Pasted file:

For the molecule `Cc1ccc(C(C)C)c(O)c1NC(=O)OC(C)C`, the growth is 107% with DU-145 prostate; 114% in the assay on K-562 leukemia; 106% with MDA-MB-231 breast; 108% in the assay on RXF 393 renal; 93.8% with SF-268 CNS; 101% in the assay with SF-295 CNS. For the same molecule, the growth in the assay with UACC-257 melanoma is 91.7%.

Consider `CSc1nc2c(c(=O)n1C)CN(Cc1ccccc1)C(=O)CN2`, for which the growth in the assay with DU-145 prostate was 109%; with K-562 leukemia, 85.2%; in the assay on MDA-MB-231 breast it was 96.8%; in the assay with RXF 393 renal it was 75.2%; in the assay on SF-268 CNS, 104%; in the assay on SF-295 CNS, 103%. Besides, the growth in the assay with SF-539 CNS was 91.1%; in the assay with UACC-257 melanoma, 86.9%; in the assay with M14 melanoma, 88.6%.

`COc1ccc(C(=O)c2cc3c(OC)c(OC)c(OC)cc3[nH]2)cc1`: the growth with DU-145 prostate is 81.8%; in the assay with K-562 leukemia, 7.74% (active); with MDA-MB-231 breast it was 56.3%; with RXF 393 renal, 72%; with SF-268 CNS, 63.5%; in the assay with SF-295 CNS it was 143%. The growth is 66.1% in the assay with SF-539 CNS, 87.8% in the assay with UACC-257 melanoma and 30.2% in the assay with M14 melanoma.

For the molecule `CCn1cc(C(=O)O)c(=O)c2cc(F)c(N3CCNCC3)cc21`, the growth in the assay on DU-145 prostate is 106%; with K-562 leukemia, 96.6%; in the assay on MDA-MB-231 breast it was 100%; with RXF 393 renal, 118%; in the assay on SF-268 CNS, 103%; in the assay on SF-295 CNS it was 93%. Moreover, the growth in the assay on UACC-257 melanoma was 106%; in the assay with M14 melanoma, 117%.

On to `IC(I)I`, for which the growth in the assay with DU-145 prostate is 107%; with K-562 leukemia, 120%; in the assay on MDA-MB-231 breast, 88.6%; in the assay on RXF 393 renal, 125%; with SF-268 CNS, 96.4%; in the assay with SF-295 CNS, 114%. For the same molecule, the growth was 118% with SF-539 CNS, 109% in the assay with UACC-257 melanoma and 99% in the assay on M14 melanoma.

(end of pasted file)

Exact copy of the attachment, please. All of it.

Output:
For the molecule `Cc1ccc(C(C)C)c(O)c1NC(=O)OC(C)C`, the growth is 107% with DU-145 prostate; 114% in the assay on K-562 leukemia; 106% with MDA-MB-231 breast; 108% in the assay on RXF 393 renal; 93.8% with SF-268 CNS; 101% in the assay with SF-295 CNS. For the same molecule, the growth in the assay with UACC-257 melanoma is 91.7%.

Consider `CSc1nc2c(c(=O)n1C)CN(Cc1ccccc1)C(=O)CN2`, for which the growth in the assay with DU-145 prostate was 109%; with K-562 leukemia, 85.2%; in the assay on MDA-MB-231 breast it was 96.8%; in the assay with RXF 393 renal it was 75.2%; in the assay on SF-268 CNS, 104%; in the assay on SF-295 CNS, 103%. Besides, the growth in the assay with SF-539 CNS was 91.1%; in the assay with UACC-257 melanoma, 86.9%; in the assay with M14 melanoma, 88.6%.

`COc1ccc(C(=O)c2cc3c(OC)c(OC)c(OC)cc3[nH]2)cc1`: the growth with DU-145 prostate is 81.8%; in the assay with K-562 leukemia, 7.74% (active); with MDA-MB-231 breast it was 56.3%; with RXF 393 renal, 72%; with SF-268 CNS, 63.5%; in the assay with SF-295 CNS it was 143%. The growth is 66.1% in the assay with SF-539 CNS, 87.8% in the assay with UACC-257 melanoma and 30.2% in the assay with M14 melanoma.

For the molecule `CCn1cc(C(=O)O)c(=O)c2cc(F)c(N3CCNCC3)cc21`, the growth in the assay on DU-145 prostate is 106%; with K-562 leukemia, 96.6%; in the assay on MDA-MB-231 breast it was 100%; with RXF 393 renal, 118%; in the assay on SF-268 CNS, 103%; in the assay on SF-295 CNS it was 93%. Moreover, the growth in the assay on UACC-257 melanoma was 106%; in the assay with M14 melanoma, 117%.

On to `IC(I)I`, for which the growth in the assay with DU-145 prostate is 107%; with K-562 leukemia, 120%; in the assay on MDA-MB-231 breast, 88.6%; in the assay on RXF 393 renal, 125%; with SF-268 CNS, 96.4%; in the assay with SF-295 CNS, 114%. For the same molecule, the growth was 118% with SF-539 CNS, 109% in the assay with UACC-257 melanoma and 99% in the assay on M14 melanoma.